Letterpress cheating in Rust 0.9

Posted on January 14, 2014 by Tommy McGuire
Labels: rust

With the release of Rust 0.9 last week, I have updated my ports of Jeff Knupp's Creating and Optimizing a Letterpress Cheating Program in Python and re-executed the still-crappy benchmarks.

All of these programs look for all of the words that can be made from a given set of letters, based on the system dictionary. The argument was "asdwtribnowplfglewhqagnbe", which produces 7440 results from my dictionary with a possible 33,554,406 combinations made from those letters.

Results

Performance this time has not changed drastically, in comparison to the Rust 0.8 version. On the other hand, I upgraded the software on my laptop and have new versions of Python and gcc.

Language Program Rust 0.6
Duration
(seconds)
Rust 0.7
Duration
(seconds)
Rust 0.8
Duration
(seconds)
Rust 0.9
Duration
(seconds)
Python alternatives/presser_one.py 49.1 48.6 47.8 39.0
Rust anagrams-hashmap-wide 9.3 15.4 12.1 19.6
Rust anagrams-vectors-wide 11.8 13.1 12.2 16.8
Nimrod alternatives/nimrod_anagrams 12.3
Python alternatives/presser_two.py 12.8 12.6 12.3 11.6
Rust anagrams-vectors 8.0 8.2 11.9 8.1
Rust anagrams-hashmap 6.0 35.5 7.2 7.0
Rust anagrams-hashmap-mmap 4.8 10.6 7.3 6.3
Rust anagrams-djbhash-tasks 6.2
C alternatives/anagrams-vectors 8.0 5.8 5.8 6.0
Python alternatives/presser_three.py 6.0 6.3 6.0 5.8
Rust anagrams-vectors-tasks 27.1 13.8 4.2 4.6
Rust anagrams-djbhashmap 2.8
C alternatives/anagrams-hash 0.9 1.0 1.0 0.9

The various programming languages are:

Major changes this time around are with the *-wide parallel Rust versions, which got somewhat slower. Possibly, this is due to the changes for the libnative/libgreen split; those two programs are somewhat more chatty than the *-tasks Rust programs. (Disconcertingly, I noted that the timings, particularly for those parallel versions, are not as consistent as they have been.) One newcomer is anagrams-djbhashmap, which has a single thread using an insecure implementation of Rust's HashMap trait. I am not sure what happened with anagrams-djbhash-tasks, which should be in the same range as anagrams-vectors-tasks; they use the same style of parallelism, and the faster hashmap implementation should not hurt it.

Changes

The changes for Rust 0.9 were, again, not entirely trivial. I realize that, from the viewpoint of the Rust developers, the language may be stabilizing. But out here, I am not seeing it.

For the moment, I performed the minimal changes to my Rust code in order to get it to compile. With the change to external iterators last time, and the recent changes to the behavior of the do keyword (which surprised me; I had not read anything about it on the mailing list), the guts of the programs are now being called as:


combinations::each_combination(letters, i, |combo| { ... });

To tell the truth, I am not sure if that has performance implications. In the near future, I intend to rewrite each_combination with some other style of interface.

One major, and much-looked-for, change is in the I/O interfaces. The new version is much nicer. (It was in the 0.8 release, under std::rt, although it was not complete.) There are, however, shades of Java:


let path = Path::new("anadict.txt");
let file = File::open(&path);
let mut bufferedFile = BufferedReader::new(file);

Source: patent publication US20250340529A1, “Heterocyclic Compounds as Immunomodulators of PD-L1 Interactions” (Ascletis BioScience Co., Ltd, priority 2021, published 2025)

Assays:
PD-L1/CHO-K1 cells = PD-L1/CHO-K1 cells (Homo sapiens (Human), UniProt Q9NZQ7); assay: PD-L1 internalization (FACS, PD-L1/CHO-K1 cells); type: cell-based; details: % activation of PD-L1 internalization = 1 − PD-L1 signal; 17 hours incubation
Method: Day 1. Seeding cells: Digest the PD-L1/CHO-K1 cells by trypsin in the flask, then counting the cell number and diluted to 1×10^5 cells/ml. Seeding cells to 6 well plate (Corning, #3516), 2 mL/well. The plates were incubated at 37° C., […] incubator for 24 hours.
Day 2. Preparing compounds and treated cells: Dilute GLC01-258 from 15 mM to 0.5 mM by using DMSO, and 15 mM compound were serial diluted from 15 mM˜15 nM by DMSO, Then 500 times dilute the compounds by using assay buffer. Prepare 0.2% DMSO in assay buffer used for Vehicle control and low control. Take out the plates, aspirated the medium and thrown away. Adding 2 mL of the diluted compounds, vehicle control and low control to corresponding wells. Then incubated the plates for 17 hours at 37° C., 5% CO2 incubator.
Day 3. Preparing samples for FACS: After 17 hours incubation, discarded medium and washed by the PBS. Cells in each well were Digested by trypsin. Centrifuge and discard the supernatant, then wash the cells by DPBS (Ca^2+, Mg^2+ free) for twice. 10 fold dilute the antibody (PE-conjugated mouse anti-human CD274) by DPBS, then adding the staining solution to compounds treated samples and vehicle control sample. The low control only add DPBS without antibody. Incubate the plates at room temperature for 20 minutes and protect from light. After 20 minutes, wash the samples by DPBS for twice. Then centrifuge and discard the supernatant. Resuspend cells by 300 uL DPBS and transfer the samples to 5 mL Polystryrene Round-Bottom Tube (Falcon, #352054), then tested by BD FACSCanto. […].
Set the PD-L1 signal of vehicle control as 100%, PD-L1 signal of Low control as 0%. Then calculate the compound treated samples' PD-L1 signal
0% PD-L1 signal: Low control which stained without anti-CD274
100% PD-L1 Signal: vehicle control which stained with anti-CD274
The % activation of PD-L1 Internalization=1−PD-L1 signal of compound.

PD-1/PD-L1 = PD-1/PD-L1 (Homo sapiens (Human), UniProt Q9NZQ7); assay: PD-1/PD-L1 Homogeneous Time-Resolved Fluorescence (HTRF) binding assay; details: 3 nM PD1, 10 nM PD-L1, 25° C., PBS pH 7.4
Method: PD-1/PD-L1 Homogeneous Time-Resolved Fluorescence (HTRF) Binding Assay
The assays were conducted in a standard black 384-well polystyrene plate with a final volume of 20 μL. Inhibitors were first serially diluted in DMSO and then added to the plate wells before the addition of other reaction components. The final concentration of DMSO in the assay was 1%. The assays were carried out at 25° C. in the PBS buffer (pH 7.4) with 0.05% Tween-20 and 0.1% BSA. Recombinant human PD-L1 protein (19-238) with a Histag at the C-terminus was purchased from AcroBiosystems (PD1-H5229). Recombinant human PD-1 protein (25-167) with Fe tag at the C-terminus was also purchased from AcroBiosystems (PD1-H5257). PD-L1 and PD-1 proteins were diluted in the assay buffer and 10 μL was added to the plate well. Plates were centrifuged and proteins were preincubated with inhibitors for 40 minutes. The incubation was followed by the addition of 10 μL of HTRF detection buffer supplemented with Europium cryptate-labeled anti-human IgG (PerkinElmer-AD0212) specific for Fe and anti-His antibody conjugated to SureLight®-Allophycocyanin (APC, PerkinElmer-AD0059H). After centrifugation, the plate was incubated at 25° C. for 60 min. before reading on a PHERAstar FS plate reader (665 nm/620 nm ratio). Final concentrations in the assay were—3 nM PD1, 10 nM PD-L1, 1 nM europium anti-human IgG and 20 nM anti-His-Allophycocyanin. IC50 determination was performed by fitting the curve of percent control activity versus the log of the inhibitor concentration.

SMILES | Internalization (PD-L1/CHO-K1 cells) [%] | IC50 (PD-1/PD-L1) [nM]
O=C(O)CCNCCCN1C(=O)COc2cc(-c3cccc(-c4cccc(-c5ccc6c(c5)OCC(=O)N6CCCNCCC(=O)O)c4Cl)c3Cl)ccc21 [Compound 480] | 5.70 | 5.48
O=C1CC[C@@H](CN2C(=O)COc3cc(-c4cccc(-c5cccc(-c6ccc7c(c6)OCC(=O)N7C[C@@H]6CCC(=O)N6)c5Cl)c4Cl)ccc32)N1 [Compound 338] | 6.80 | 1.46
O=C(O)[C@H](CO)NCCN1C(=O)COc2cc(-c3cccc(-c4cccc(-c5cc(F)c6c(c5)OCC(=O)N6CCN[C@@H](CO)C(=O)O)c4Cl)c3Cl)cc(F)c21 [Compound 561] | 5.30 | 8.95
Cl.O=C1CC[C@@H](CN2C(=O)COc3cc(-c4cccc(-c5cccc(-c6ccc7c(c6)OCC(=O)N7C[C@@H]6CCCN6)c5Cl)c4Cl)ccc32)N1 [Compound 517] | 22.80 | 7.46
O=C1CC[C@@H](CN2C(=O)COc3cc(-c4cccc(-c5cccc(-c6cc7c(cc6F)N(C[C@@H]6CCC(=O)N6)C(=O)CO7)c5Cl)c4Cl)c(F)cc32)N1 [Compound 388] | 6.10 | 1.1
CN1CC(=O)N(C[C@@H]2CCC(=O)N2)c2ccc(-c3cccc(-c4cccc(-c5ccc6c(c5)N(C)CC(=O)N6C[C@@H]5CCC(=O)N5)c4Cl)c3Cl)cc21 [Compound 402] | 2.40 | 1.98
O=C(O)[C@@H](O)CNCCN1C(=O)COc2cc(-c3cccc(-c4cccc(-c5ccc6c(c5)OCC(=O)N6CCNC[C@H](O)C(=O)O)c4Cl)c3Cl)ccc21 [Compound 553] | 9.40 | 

for line in bufferedFile.lines { ... }

The other major change was the removal of the M:N (green-threaded) scheduler to a library and the addition of a (native) 1:1 Rust-task-to-O/S-thread scheduler library. At this time, I do not know which is the default, so I don't know what behavior to expect.

There were a host of syntactic changes with Rust 0.9:

Most of the changes are minor, but still are changes.

Some slightly more important changes were:

In "News of the Weird", I think something odd is happening with mutablity and pattern matching.


let dict_file = File::open_mode(&dict_path, Truncate, Write);

match dict_file {
Some(f) => f.write_str( "hello" ),
None => fail!("not a file")
}

results in a "cannot borrow immutable local variable as mutable" error, as expected. But,


let mut dict_file = File::open_mode(&dict_path, Truncate, Write);

match dict_file {
Some(f) => f.write_str( "hello" ),
None => fail!("not a file")
}

also results in a "cannot borrow immutable local variable as mutable" error, and


let dict_file = File::open_mode(&dict_path, Truncate, Write);

match dict_file {
Some(mut f) => f.write_str( "hello" ),
None => fail!("not a file")
}

works, while


let mut dict_file = File::open_mode(&dict_path, Truncate, Write);

match dict_file {
Some(mut f) => f.write_str( "hello" ),
None => fail!("not a file")
}

results in a "variable does not need to be mutable" warning. I need to take this up on the mailing list; it may be a bug.

Speaking of which, complex.rs, the program I wrote to play with Rust's operator overloading traits, is breaking rustc 0.9.


rustc -L . -O complex.rs
task 'rustc' failed at 'index out of bounds: the len is 1 but the index is 1', /home/mcguire/soft/rust/src/rust-0.9/src/librustc/middle/trans/common.rs:1225
error: internal compiler error: unexpected failure
This message reflects a bug in the Rust compiler.
We would appreciate a bug report: https://github.com/mozilla/rust/wiki/HOWTO-submit-a-Rust-bug-report
note: the compiler hit an unexpected failure path. this is a bug
note: try running with RUST_LOG=rustc=1 to get further details and report the results to github.com/mozilla/rust/issues
task '
' failed at 'explicit failure', /home/mcguire/soft/rust/src/rust-0.9/src/librustc/lib.rs:453

I suspect it has already been fixed.

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